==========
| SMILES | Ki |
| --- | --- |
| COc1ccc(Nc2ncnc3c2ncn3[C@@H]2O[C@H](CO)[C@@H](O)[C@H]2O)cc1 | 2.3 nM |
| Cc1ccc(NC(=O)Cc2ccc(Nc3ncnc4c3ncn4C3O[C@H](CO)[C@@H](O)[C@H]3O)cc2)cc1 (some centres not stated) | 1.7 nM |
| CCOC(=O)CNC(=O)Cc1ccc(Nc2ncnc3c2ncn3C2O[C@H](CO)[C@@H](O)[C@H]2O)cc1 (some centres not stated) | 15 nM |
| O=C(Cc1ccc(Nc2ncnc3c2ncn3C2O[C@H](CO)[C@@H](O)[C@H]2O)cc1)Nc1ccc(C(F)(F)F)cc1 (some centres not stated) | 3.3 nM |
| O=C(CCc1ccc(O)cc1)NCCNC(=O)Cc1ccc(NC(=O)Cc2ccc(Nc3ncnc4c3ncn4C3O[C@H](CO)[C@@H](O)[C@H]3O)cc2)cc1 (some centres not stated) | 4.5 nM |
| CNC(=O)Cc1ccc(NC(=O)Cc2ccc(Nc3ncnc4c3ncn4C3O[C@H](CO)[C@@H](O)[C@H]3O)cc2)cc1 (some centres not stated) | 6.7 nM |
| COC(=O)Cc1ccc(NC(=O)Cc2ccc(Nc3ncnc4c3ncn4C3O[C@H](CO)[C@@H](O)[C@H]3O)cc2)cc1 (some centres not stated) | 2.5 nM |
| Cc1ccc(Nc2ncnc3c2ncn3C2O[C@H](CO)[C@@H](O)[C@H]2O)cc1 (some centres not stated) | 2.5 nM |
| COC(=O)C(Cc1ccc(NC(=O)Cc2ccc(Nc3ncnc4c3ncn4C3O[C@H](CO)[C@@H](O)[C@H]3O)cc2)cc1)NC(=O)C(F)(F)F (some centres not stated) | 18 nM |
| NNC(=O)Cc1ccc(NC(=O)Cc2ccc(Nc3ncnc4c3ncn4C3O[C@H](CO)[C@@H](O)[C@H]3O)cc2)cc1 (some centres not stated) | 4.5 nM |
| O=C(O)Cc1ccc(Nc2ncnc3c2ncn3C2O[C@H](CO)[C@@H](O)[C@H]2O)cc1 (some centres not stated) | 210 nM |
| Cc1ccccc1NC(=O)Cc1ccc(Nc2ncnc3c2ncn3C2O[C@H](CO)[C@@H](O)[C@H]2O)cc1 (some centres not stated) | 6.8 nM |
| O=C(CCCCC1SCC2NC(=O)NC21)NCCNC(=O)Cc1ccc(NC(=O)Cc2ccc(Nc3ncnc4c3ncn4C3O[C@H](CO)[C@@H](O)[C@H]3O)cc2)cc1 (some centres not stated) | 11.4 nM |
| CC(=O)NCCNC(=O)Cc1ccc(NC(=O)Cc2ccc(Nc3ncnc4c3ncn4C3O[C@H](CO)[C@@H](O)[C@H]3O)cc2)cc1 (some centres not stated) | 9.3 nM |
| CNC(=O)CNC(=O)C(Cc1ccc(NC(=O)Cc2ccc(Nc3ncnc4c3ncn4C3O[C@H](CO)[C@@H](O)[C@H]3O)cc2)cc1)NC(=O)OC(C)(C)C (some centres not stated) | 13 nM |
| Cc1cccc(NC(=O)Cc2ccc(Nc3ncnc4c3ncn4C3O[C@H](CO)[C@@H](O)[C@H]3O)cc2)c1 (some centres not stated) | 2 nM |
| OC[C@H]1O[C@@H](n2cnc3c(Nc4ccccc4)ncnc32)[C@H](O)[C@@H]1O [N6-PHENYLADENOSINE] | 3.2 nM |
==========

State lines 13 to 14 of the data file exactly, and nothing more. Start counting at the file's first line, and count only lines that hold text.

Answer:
| O=C(O)Cc1ccc(Nc2ncnc3c2ncn3C2O[C@H](CO)[C@@H](O)[C@H]2O)cc1 (some centres not stated) | 210 nM |
| Cc1ccccc1NC(=O)Cc1ccc(Nc2ncnc3c2ncn3C2O[C@H](CO)[C@@H](O)[C@H]2O)cc1 (some centres not stated) | 6.8 nM |